Alessandro Mendini (1931-2019)
Alessandro Mendini was an Italian designer and architect. He was born in Milan in 1931. Later, he graduated from the Politecnico di Milano in 1959 with a degree in architecture. He became the editor-in-chief of Domus magazine in 1979, and influenced the landscape of modern design through his postmodern works, such as the Proust Armchair. His aim was to leave behind commercialism in design, in order to bring artistry and creativity to the forefront. He opened his own practice, the Atelier Mendini, in 1989, which he ran until his death in 2019.
He designed many buildings, including the Alessi residence in Italy, a memorial tower in Hiroshima, and the Groninger Museum in the Netherlands. The Groninger is considered one of the greatest postmodern buildings of the 20th century. His radical approach to product design was influential in the field of modern design. Mendini also collaborated with many different brands, including Cartier, Venini, Vacheron Constantin, and Hermes.
Alessandro Mendini Do-Ro-Ta collection offered on Styylish
In 2015 the Milan Design Fair featured a collaboration between Comforty and Alessandro Mendini. By placing the concept of the products designed for Comforty between the traditional and the contemporary, Alessandro Mendini introduced versatile pieces into the collection – tables and stools, and a rare inlayed wood technique. Traditional craftsmanship merged with new technology results in perfect shapes that become a medium for neo-pop and abstract compositions. In a return to basic forms, the archetypal geometry allowed for the design of three cylindrical forms of different heights and diameters that can shift from one function to another. Depending on the need, they are easily adaptable to various settings as seats, tables and stools. The geometric simplicity is made sophisticated through the generous texture of the natural wood – walnut, ipe lapacho and elm veneer.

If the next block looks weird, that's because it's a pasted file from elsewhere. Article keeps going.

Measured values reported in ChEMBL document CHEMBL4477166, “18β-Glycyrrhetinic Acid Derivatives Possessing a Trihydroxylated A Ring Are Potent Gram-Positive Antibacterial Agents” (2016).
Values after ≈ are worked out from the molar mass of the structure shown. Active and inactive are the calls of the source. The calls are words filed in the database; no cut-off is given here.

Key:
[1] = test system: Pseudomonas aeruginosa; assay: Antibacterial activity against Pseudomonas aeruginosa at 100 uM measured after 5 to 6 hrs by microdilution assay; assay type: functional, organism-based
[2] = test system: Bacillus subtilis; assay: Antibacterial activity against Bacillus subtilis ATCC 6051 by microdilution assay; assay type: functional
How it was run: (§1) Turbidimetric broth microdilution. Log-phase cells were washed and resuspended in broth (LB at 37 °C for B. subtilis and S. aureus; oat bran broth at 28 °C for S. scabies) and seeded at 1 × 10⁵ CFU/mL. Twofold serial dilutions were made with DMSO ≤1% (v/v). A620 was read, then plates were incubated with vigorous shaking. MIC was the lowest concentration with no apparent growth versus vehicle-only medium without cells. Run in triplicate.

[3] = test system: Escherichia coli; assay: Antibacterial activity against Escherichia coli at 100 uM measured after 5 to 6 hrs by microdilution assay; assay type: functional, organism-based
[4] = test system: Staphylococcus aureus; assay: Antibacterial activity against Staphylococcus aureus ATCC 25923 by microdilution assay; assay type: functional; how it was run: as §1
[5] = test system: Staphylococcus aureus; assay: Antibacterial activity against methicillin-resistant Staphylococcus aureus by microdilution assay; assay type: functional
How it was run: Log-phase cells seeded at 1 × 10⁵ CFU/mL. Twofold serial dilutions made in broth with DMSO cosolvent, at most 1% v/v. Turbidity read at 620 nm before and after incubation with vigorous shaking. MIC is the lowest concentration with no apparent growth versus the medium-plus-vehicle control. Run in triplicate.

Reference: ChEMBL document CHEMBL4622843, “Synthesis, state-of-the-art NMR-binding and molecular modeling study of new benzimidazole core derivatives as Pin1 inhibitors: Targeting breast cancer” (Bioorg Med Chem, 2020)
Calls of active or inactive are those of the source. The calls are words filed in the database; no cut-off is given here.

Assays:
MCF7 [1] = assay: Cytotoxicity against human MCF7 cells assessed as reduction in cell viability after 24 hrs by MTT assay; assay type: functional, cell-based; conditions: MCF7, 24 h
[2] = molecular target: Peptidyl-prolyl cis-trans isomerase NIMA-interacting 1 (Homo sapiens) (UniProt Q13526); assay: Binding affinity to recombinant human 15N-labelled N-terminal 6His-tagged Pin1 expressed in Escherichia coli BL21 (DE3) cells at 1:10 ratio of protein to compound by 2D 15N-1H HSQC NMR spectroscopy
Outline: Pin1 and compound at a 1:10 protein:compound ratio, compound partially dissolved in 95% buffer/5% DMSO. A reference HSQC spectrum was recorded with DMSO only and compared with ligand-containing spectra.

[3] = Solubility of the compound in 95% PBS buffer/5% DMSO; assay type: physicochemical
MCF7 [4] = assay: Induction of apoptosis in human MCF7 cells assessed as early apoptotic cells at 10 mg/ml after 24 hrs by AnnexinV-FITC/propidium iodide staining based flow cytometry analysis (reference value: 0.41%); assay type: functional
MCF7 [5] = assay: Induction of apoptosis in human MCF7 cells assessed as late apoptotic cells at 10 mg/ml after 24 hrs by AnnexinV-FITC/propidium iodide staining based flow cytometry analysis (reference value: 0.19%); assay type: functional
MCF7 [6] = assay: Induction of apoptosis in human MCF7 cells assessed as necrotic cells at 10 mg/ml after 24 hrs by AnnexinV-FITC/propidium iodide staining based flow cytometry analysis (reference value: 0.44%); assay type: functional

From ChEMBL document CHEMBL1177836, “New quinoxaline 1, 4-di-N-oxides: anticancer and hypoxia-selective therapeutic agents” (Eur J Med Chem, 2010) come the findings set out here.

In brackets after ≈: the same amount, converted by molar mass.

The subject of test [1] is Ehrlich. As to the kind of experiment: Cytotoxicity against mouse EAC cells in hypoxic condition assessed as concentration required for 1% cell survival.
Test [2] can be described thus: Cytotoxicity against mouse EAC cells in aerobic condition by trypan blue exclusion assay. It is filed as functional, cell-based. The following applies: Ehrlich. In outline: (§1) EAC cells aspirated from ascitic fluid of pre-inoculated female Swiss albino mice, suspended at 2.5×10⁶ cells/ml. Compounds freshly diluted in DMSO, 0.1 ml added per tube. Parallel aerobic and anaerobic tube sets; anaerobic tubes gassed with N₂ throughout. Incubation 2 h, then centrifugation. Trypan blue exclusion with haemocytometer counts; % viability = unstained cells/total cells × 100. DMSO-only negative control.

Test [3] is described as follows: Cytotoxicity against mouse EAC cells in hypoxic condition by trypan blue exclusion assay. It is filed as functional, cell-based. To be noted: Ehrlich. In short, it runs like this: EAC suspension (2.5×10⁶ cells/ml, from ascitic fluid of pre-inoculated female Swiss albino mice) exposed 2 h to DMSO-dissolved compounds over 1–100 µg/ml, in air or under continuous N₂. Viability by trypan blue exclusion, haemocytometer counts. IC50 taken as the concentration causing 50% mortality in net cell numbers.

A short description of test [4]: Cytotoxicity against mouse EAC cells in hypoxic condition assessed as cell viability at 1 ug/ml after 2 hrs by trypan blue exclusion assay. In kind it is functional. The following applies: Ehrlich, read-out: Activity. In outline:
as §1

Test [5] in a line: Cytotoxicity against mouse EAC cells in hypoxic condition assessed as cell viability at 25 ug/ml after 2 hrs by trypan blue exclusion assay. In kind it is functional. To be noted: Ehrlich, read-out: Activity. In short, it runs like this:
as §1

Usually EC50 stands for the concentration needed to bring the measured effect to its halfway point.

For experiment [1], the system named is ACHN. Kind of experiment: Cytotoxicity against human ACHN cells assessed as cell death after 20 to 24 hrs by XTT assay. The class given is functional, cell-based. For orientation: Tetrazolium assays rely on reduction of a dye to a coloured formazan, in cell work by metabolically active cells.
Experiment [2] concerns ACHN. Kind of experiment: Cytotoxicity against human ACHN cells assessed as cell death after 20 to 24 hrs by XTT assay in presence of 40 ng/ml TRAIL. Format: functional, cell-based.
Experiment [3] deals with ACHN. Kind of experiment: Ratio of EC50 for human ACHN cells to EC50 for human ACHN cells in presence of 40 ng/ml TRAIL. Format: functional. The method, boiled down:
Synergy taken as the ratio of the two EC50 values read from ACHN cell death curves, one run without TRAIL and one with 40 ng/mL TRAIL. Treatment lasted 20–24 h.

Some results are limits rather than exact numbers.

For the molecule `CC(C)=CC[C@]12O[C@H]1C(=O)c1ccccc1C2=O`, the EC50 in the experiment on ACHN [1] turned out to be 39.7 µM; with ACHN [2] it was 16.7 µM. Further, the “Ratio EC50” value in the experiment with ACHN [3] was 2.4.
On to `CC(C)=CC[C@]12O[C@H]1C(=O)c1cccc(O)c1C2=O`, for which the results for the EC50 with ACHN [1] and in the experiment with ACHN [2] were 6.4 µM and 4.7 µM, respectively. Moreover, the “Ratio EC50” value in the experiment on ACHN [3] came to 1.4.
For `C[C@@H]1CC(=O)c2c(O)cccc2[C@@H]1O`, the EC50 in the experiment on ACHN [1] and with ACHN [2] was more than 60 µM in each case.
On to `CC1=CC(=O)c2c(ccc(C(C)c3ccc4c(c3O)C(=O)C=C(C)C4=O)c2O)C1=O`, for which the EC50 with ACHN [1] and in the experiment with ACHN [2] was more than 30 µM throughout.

Alessandro Mendini about the Do-Ro-Ta collection:
The cylinder is a perfect geometric shape. These three little pieces from Do-Ro-Ta furniture feature cylinders of different heights and diameters. The first is a very low, wide stool suitable for two or three people; the second is a conventional stool for one; and the third is a small coffee table. Their decorative look is provided by a composition of three different types of inlaid wood that generate naturalistic and abstract figures with a neo-pop character. The wood confers a poetic and organic feeling on these three objects. They are like geometrized tree trunks brought inside the home.
Alessandro Mendini March 2015